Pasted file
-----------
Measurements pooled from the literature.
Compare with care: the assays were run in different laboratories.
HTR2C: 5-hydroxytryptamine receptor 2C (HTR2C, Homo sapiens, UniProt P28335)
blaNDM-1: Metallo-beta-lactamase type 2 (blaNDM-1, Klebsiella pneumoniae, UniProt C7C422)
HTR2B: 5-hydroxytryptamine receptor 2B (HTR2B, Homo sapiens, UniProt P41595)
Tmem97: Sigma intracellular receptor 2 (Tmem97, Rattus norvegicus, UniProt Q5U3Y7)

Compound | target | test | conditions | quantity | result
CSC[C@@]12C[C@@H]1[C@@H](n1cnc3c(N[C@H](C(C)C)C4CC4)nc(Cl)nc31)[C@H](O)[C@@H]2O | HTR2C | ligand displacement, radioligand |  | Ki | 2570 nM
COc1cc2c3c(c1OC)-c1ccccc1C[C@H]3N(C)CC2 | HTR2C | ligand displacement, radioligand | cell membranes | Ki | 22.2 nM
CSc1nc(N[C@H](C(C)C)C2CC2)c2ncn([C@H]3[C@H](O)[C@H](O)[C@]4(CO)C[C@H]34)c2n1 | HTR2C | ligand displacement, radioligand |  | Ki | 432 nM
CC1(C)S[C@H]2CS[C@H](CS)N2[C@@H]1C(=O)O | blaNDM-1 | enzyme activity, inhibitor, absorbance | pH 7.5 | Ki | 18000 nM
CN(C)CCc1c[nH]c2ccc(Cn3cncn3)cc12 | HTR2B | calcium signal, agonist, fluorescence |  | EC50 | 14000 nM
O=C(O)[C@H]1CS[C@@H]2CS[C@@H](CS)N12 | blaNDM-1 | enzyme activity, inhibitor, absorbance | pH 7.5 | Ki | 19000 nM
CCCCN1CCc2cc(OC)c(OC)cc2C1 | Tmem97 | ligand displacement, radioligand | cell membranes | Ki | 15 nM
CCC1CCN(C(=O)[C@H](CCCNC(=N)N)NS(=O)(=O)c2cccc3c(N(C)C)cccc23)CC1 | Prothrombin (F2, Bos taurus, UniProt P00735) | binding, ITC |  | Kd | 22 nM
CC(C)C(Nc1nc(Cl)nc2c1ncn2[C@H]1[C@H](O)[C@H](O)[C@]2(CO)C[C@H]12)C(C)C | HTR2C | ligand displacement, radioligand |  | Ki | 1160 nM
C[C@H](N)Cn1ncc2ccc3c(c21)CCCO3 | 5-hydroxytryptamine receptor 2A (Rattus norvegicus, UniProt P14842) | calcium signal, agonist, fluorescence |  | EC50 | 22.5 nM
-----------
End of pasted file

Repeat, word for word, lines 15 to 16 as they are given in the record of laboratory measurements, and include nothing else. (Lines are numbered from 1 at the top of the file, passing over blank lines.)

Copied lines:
CCC1CCN(C(=O)[C@H](CCCNC(=N)N)NS(=O)(=O)c2cccc3c(N(C)C)cccc23)CC1 | Prothrombin (F2, Bos taurus, UniProt P00735) | binding, ITC |  | Kd | 22 nM
CC(C)C(Nc1nc(Cl)nc2c1ncn2[C@H]1[C@H](O)[C@H](O)[C@]2(CO)C[C@H]12)C(C)C | HTR2C | ligand displacement, radioligand |  | Ki | 1160 nM